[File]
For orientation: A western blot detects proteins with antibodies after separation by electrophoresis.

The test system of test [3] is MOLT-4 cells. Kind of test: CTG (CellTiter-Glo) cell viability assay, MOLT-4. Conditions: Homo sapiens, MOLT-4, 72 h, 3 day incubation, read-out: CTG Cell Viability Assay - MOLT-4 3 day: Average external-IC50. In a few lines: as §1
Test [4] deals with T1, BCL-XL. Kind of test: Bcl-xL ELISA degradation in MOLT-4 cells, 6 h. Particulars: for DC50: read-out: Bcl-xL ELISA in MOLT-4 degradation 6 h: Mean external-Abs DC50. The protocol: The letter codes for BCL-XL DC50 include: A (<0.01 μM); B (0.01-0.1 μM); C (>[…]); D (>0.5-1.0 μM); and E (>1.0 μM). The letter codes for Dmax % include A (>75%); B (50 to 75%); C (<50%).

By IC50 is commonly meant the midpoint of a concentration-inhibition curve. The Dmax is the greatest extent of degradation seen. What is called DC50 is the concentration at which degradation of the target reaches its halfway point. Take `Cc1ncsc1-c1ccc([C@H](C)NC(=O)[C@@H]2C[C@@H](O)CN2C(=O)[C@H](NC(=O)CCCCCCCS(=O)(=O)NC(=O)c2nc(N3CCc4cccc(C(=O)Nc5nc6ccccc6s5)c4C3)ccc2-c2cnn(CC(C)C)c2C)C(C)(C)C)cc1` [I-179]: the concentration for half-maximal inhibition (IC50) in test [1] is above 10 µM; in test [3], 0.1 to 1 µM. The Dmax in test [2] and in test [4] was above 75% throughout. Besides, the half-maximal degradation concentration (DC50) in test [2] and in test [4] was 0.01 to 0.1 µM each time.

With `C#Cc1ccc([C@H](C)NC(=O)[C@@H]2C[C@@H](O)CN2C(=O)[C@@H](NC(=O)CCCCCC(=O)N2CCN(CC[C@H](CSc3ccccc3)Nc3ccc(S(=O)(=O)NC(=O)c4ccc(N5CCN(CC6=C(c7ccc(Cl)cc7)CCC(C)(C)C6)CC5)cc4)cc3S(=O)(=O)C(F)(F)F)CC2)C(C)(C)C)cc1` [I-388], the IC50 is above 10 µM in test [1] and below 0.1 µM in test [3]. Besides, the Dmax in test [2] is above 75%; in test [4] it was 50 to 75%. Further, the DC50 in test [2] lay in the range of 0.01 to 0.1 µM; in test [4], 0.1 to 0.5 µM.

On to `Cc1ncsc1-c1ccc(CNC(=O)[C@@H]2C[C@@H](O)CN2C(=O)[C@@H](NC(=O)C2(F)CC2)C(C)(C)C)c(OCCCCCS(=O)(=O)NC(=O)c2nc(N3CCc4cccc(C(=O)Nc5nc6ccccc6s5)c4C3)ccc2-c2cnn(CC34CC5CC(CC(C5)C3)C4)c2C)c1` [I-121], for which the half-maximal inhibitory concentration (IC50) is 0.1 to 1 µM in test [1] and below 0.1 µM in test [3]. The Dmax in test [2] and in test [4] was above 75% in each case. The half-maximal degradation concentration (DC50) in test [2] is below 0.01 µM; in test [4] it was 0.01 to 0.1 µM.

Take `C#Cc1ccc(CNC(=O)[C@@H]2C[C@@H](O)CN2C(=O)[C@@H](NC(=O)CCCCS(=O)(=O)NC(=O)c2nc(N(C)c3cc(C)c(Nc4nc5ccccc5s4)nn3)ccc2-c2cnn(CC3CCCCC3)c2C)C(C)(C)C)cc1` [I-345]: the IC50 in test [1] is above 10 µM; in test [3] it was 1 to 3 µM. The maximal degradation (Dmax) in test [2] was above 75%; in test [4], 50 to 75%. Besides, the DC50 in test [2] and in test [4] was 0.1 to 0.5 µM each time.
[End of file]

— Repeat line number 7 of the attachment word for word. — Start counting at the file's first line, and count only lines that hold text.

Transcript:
Take `C#Cc1ccc(CNC(=O)[C@@H]2C[C@@H](O)CN2C(=O)[C@@H](NC(=O)CCCCS(=O)(=O)NC(=O)c2nc(N(C)c3cc(C)c(Nc4nc5ccccc5s4)nn3)ccc2-c2cnn(CC3CCCCC3)c2C)C(C)(C)C)cc1` [I-345]: the IC50 in test [1] is above 10 µM; in test [3] it was 1 to 3 µM. The maximal degradation (Dmax) in test [2] was above 75%; in test [4], 50 to 75%. Besides, the DC50 in test [2] and in test [4] was 0.1 to 0.5 µM each time.